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- Skills Mismatch
Ray Prendergast, a member of National Skills Coalition’s Leadership Council and director of manufacturing technology programs at Richard J. Daley College, was profiled on Monday in the Chicago Tribune. The profile detailed how he went from a lab assistant after earning his Bachelor's degree in molecular biophysics and biochemistry at Yale University to running a successful manufacturing technology program that provides Chicago-area manufacturers the skilled employees they need in order to grow.
In the Tribune article, Ray said the goal of the program is “to produce not just technicians who are good at machining and mechanical repair and electrical repair and assembling new production systems. We want to produce people who can lead." He’s done this by incorporating new classes, such as English composition and welding, into the curriculum to develop critical thinking skills, design and teamwork.
As more and more manufacturing jobs are being created following the most recent recession, these jobs are requiring skills beyond a high school diploma. Workers laid off from manufacturing jobs prior to the recession need the skills that manufacturing and technology programs provide to compete for these good-paying, family-supporting jobs for which manufacturers are hiring.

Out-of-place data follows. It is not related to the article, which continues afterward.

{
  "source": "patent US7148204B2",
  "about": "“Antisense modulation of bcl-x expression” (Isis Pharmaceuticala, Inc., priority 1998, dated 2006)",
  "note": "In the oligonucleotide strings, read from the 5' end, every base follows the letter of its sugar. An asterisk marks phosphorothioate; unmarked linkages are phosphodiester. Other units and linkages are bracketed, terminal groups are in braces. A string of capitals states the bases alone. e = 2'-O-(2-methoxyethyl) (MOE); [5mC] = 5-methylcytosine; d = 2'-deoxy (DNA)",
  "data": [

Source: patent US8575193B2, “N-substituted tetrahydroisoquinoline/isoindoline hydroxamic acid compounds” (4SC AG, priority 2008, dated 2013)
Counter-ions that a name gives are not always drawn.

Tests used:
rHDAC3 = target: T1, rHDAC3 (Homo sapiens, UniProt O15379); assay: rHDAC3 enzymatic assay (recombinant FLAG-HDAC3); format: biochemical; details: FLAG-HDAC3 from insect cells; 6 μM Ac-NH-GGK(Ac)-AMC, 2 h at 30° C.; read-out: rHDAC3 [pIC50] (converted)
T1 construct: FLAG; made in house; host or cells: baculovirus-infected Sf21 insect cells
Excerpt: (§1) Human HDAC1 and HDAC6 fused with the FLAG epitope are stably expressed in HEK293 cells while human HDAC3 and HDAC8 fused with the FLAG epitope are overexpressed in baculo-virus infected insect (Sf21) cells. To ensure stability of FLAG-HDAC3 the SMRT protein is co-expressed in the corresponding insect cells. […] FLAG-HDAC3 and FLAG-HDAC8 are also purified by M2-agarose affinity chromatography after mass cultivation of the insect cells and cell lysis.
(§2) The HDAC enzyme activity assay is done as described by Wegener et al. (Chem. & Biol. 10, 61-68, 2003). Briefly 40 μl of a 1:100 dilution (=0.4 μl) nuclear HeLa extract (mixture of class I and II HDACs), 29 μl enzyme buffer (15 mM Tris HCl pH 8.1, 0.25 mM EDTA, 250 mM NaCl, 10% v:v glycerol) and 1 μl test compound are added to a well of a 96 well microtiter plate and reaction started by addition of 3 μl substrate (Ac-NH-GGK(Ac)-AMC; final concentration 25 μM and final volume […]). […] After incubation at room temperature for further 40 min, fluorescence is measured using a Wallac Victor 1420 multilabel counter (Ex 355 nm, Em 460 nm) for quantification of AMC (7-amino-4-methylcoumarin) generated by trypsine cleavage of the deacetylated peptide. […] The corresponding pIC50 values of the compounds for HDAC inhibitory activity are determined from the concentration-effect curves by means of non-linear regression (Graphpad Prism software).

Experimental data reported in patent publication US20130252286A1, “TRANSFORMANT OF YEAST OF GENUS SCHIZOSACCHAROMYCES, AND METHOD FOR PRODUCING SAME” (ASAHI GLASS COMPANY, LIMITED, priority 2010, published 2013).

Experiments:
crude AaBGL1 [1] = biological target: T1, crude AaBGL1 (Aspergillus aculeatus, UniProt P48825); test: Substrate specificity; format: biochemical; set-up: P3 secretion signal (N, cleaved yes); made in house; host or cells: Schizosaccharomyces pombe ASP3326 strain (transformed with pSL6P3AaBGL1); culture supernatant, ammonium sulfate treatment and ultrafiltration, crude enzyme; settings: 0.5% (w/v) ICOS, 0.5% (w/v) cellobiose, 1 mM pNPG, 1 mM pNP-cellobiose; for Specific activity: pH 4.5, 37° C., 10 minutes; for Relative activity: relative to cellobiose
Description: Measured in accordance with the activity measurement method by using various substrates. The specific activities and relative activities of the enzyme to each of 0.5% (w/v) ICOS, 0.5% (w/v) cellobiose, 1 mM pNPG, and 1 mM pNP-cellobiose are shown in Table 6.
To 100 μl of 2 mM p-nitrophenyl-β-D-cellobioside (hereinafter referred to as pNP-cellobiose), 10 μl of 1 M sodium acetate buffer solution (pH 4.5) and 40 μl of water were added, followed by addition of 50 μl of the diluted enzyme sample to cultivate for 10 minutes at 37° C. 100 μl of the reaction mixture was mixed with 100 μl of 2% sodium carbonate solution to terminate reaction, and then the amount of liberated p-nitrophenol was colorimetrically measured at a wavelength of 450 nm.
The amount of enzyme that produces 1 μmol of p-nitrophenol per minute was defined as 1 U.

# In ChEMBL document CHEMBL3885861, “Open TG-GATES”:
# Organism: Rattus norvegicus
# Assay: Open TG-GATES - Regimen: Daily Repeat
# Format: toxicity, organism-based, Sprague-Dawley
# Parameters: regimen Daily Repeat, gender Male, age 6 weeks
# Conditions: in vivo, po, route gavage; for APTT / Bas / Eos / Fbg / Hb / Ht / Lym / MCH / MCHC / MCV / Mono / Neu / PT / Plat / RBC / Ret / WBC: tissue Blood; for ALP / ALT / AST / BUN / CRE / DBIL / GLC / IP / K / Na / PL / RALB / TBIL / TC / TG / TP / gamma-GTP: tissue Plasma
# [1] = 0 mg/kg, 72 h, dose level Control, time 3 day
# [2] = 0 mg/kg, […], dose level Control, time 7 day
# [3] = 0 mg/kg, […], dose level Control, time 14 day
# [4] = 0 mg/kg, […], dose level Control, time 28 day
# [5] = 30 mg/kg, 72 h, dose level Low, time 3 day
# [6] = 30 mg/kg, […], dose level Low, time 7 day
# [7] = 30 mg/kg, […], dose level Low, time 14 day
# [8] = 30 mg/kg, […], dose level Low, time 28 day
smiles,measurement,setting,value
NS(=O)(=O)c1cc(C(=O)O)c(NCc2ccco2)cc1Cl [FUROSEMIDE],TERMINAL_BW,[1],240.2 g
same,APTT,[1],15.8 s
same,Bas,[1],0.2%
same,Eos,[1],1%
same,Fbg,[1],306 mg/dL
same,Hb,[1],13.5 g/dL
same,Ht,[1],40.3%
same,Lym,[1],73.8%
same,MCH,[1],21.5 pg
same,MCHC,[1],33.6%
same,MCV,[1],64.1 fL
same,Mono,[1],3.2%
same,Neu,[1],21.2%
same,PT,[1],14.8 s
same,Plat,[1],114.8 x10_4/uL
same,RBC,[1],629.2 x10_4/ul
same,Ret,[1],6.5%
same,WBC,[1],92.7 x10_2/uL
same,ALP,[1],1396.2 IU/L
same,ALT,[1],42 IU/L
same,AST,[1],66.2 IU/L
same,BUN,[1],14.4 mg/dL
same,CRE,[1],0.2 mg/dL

Manufacturers need workers with these skills. In a 2011 survey of manufacturers by the Manufacturing Institute, over half of all companies surveyed stated the lack of skilled workers affected their ability to maintain production schedules, and nearly 75 percent reported that the lack of skilled workers impacted their ability to expand operations.
In order to continue growth in the manufacturing sector, there must be federal investments in programs like the one at Richard J. Daley College. During a call with National Skills Coalition, Ray said:
“…15 of 15 students in our training program passed their National Institute for Metalworking Skills (NIMS) Material and Safety exam. This is the first time 100 percent of the students passed the exam on the first try. They can all move on to Computer Numeric Control (CNC) training. All 15 of these students are able to participate in this program because of federal investments in job training—one student has a Workforce Investment Act (WIA) Individual Training Account (ITA) and the other 14 are funded under the Green Jobs Innovation Fund. Without this assistance, many of my students would not be able to afford the cost of the program, leaving them without the opportunity to get the credentials they need for a good-paying job in the manufacturing sector. Cuts [to federal workforce funding] will hurt our ability to provide the skilled workers today’s manufacturers are looking for.”